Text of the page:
MAEVE MULRENNAN DESCRIBES THE CURATORIAL STRATEGIES INVOLVED IN DEVELOPING THE EXHIBITION ‘SYNC’, WHICH OPENS AT THE GALWAY ARTS CENTRE IN OCTOBER 2012, AND IS AIMED AT CREATING A BENEFICIAL GALLERY EXPERIENCE FOR CHILDREN WITH AUTISTIC SPECTRUM DISORDER.
In October 2012, The Galway Arts Centre (GAC) will host an exhibition entitled ‘Sync’ as part of the Baboró International Festival for Children. My co-curator, John J Twomey, and I are currently researching methods and mediation techniques for children with Autistic Spectrum Disorder (ASD) in a visual art context that will inform this exhibition. GAC has been mentored by Ábalta ABA School for Children with Autism and I have also interviewed Carolyn Chin in the V&A Museum Childhood in London, who runs a mediation programme designed specifically for children and young people with ASD.2 ‘Sync’ aims to link together different sources and research, providing a support network to the invited artists. Our research has raised several questions: How can contemporary visual art contribute to the life of a child with autism? What happens to an artist’s practice when they are asked to make work for an audience that may have difficulty with perception?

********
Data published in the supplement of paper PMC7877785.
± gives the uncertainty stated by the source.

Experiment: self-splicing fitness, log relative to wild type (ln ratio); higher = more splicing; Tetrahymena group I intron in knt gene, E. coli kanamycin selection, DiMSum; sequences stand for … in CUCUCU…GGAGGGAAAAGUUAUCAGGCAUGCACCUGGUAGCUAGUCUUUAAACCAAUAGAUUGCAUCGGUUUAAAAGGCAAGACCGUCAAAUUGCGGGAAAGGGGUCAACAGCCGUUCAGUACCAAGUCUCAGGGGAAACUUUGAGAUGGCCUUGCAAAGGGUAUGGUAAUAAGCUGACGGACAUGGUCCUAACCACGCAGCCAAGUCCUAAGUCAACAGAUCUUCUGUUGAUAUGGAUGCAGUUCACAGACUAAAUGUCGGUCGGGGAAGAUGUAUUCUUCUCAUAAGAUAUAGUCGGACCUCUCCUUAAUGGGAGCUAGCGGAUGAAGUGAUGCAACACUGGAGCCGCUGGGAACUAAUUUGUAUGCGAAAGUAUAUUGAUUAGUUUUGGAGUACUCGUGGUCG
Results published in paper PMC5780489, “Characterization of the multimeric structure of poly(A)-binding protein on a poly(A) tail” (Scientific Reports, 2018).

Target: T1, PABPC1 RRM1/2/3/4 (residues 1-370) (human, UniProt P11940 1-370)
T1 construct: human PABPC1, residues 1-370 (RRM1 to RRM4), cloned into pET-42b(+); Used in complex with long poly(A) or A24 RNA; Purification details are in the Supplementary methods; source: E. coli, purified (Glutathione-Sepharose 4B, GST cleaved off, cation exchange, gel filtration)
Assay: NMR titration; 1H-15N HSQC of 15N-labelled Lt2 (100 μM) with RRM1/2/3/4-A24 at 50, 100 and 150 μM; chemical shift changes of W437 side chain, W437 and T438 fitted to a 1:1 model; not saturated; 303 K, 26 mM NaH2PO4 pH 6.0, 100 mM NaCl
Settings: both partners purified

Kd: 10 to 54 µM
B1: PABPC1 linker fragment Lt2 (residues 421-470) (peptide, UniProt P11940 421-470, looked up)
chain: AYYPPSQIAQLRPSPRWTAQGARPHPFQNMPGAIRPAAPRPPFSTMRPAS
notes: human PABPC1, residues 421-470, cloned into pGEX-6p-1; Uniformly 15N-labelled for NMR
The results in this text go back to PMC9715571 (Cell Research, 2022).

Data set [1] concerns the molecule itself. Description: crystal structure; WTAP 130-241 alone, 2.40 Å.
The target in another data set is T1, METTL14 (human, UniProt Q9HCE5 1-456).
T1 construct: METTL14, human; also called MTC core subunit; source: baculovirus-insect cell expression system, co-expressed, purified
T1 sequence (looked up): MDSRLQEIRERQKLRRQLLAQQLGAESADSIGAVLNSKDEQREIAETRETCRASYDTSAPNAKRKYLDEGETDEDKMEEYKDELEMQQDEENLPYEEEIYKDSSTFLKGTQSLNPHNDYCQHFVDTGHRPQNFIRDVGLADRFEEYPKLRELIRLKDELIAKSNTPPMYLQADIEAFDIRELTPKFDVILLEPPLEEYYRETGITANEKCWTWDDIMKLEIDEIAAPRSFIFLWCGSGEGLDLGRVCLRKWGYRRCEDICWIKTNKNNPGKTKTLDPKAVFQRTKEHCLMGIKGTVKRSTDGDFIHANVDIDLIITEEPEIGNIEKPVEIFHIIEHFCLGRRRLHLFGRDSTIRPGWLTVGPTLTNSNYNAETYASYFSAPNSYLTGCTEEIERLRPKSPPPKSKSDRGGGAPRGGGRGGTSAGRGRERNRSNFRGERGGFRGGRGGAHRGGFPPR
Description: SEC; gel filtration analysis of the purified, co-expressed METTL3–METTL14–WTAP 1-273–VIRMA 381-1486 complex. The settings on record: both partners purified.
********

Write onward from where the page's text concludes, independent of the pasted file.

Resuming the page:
The ways in which ASD manifests itself are extremely individual. However, the common link is perception. Film director Henry Corra, who made a film with his autistic son George, describes autism thus:
“[Autustic children] have very splintered intelligence, so that they can deal with facts really well, and they can process concrete information really well, but when it comes to the idea of making connections, or empathy, it’s a severe social impairment.”3
5. Roundup. Recent exhibitions and projects of note. The latest developments in the arts sector.
5. Column. Treasa O’Brien.
6. Column. Christopher Clarke.
8. News. The latest developments in the visual arts sector.
9. Regional Profile. Visual arts resources and activity in Leitrim.
13. Profile. Space Time Travel. Artist Sara Haq writes about her unique use of barter and exchange.
14. How I Made. The Artist’s Studio. John Beattie describes his upcoming exhibition at the RHA,Dublin. (Archived)
15. Profile. Night School. Áine Macken introduces her unusual night club art classes. (Archived)
16. Event. Of Other Spaces. Aoife Desmond reports from Manifesta 9.
17. Conference. Like a Buck. Alan Phelan gives his impressions of a recent heritage conference at the University of Gothenburg.
18. Issue. Are you Re -entering the Art World? Noel Kelly provides advice and guidance for those who are.